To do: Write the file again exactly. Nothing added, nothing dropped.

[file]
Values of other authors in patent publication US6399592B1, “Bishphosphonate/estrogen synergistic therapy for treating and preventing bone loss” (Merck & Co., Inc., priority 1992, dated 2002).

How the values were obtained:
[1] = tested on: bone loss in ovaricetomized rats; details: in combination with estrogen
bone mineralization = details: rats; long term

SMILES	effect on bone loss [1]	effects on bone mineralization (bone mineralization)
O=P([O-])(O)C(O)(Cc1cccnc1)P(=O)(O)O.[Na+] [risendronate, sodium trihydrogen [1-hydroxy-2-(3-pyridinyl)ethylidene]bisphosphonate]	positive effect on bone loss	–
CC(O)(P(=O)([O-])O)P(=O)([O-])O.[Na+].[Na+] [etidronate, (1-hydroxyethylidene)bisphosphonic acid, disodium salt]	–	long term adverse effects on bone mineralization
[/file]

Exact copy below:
Values of other authors in patent publication US6399592B1, “Bishphosphonate/estrogen synergistic therapy for treating and preventing bone loss” (Merck & Co., Inc., priority 1992, dated 2002).

How the values were obtained:
[1] = tested on: bone loss in ovaricetomized rats; details: in combination with estrogen
bone mineralization = details: rats; long term

SMILES	effect on bone loss [1]	effects on bone mineralization (bone mineralization)
O=P([O-])(O)C(O)(Cc1cccnc1)P(=O)(O)O.[Na+] [risendronate, sodium trihydrogen [1-hydroxy-2-(3-pyridinyl)ethylidene]bisphosphonate]	positive effect on bone loss	–
CC(O)(P(=O)([O-])O)P(=O)([O-])O.[Na+].[Na+] [etidronate, (1-hydroxyethylidene)bisphosphonic acid, disodium salt]	–	long term adverse effects on bone mineralization